Kentucky Museum to open two new exhibits this month

The+Kentucky+Museum+sits+on+the+West+side+of+WKU%E2%80%99s+campus+on+the+Avenue+of+Champions.+The+museum+offers+many+different+exhibits+throughout+the+year%2C+now+including+its+newest+exhibit%2C+Remembering+Childhood.

Georgia Mallett

The Kentucky Museum sits on the West side of WKU’s campus on the Avenue of Champions. The museum offers many different exhibits throughout the year, now including its newest exhibit, Remembering Childhood.

Alexandria Anderson, News reporter

The Kentucky Museum is premiering two new exhibits and promoting another at their Friday, Oct. 22 fall open house. These include the Remembering Childhood, Styles & thegistofit and Gazing Deeply: The Art and Science of Mammoth Cave.

The first exhibit, Remembering Childhood, was created entirely by Tim Frandy’s spring class from last year and researched toys and what toys mean to adults. The exhibit has three main sections: commemoration, what makes it classic and how toys connect to adult lives. 

Remembering Childhood is an exhibit exploring adult collections of toys and nostalgia in adulthood. The exhibit will be shown at the Kentucky Museum until May 2022. (Georgia Mallett)

Tiffany Isselhardt, the development manager for the Kentucky Museum, spoke on this exhibit and explained the ability that students have to put their schoolwork and research in a public setting.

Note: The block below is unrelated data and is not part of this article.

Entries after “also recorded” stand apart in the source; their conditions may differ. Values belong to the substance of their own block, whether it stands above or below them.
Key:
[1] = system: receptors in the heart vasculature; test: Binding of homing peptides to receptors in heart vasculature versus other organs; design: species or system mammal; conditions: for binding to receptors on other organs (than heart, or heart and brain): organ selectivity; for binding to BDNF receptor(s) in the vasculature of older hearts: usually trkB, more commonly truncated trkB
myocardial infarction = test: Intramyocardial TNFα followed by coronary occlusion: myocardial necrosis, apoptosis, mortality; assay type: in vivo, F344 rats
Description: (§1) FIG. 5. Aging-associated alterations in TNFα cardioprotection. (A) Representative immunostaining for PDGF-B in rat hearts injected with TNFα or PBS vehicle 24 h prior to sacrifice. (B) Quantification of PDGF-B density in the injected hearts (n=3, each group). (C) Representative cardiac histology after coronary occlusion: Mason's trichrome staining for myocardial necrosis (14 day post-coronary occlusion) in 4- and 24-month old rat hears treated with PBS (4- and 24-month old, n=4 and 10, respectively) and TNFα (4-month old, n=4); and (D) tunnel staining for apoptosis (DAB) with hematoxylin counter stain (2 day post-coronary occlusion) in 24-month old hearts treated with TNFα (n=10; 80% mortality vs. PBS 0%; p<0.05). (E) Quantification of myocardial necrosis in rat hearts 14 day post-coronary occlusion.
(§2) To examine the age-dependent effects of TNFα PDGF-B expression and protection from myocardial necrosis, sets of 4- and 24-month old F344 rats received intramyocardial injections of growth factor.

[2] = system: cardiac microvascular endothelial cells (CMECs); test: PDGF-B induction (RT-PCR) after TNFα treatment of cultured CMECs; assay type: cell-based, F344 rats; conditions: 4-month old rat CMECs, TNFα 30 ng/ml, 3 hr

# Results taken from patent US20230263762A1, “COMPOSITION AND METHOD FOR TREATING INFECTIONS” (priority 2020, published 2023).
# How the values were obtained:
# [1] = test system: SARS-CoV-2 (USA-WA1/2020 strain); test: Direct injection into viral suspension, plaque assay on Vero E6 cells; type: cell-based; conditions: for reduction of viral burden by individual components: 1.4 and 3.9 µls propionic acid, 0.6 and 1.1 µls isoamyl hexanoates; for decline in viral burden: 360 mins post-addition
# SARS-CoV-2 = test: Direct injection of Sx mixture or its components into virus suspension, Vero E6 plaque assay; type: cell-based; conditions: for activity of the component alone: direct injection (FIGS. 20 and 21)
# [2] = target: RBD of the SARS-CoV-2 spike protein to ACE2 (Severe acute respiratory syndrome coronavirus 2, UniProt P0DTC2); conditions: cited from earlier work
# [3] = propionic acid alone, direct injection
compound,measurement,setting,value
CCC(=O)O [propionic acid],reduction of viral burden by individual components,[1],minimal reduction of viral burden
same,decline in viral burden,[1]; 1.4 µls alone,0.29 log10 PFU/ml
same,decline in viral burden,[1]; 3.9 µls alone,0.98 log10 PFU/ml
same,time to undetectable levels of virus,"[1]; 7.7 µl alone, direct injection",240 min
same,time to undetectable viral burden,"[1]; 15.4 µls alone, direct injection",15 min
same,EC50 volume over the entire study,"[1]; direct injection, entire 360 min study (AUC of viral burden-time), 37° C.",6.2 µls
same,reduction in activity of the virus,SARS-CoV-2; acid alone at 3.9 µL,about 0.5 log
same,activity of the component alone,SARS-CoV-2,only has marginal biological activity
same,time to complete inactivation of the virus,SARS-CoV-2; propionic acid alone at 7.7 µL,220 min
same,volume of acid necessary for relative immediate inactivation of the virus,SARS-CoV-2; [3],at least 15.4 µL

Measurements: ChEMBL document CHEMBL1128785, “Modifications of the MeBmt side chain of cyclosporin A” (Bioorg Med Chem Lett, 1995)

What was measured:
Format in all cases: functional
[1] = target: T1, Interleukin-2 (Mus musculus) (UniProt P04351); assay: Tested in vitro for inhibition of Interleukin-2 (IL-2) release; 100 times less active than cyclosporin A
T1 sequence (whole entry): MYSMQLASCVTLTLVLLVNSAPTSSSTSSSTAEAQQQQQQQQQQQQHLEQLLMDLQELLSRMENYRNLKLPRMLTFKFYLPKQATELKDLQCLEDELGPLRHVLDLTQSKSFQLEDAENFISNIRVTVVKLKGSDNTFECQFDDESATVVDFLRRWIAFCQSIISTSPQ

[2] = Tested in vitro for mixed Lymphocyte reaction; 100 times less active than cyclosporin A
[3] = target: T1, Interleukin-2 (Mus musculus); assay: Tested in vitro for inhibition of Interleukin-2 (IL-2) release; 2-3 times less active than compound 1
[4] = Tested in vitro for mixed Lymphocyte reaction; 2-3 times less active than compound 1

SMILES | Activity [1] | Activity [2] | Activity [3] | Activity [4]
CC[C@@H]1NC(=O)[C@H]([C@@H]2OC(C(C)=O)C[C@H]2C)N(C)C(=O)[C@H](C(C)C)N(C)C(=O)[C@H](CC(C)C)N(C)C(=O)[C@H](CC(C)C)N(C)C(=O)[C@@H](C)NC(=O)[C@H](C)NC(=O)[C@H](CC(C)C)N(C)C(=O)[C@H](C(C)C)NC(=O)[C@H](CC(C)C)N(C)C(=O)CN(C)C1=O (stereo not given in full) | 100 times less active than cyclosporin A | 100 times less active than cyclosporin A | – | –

“It’s a pretty good example of how everything is written by students, even the panels,” Isselhardt said. “We at the museum didn’t do anything for it–the students did everything.”

The museum is also promoting their exhibit Gazing Deeply: The Art and Science of Mammoth Cave at the fall open house, with special speakers from Mammoth Cave National Park and the Crawford Hydrology Lab. This exhibit features a combination of art and science, with multiple art pieces featured by WKU art students.

I think the main point we’re trying to get across is that museums are for everybody. They’re places to work and live and have this community, and for people to know that is just so important.”

— Tiffany Isselhardt

“Students and faculty can put what they’re doing on paper and in the classroom and they can put it here,” Isselhardt said. “So we want to show that what goes on at a university doesn’t stay at the university. The things that you’re learning today are going to prepare you for careers you have no idea you might be interested in.”

The second new exhibit opening on Oct. 22 is the Styles & thegistofit, an exhibit focused on the life and work of famous Bowling Green dressmaker Carrie Burnam Taylor. The exhibit will be curated by Carrie Cox and will feature various pieces of Taylor’s work.

“I think the main point we’re trying to get across is that museums are for everybody,” Isselhardt said. “They’re places to work and live and have this community, and for people to know that is just so important.”

The museum also has many student docents that strongly believe in the importance of continuously bringing new exhibits to the museum.

“These exhibits keep a detailed historical and modern history of things and that helps people to learn why it’s important,” Caitlyn Bledsoe, a sophomore history major from Olive Hill, said. “I think for museums, there’s a lot riding on the people that work there because it’s so important to get everyone in the narrative.”

News reporter Alexandria Anderson can be reached at [email protected].